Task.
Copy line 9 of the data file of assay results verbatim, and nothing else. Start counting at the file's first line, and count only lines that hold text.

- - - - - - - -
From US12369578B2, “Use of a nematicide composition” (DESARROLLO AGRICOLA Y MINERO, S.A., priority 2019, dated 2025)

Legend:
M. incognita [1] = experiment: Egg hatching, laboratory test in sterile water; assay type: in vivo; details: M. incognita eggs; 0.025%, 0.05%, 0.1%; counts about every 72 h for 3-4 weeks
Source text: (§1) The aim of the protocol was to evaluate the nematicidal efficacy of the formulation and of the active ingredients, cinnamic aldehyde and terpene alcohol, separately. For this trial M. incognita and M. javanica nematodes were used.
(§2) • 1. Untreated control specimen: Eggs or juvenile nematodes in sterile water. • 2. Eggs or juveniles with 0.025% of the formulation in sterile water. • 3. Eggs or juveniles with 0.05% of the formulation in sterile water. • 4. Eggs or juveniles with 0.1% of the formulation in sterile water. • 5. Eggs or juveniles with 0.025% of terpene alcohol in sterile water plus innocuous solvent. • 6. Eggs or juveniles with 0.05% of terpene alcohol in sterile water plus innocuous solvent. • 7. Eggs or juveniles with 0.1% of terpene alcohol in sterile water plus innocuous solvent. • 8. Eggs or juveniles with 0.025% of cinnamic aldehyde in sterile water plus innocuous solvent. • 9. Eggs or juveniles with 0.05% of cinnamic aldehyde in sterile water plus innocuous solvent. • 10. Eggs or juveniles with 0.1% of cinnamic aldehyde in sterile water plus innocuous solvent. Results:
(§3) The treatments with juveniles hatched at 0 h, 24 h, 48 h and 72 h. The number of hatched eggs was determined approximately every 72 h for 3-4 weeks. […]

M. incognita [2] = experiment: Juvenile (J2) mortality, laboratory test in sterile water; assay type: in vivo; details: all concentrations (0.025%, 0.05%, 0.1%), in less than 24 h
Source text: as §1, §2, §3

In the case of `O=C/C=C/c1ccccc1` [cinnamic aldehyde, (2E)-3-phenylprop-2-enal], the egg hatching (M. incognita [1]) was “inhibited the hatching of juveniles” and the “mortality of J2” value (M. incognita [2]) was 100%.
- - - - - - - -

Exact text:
In the case of `O=C/C=C/c1ccccc1` [cinnamic aldehyde, (2E)-3-phenylprop-2-enal], the egg hatching (M. incognita [1]) was “inhibited the hatching of juveniles” and the “mortality of J2” value (M. incognita [2]) was 100%.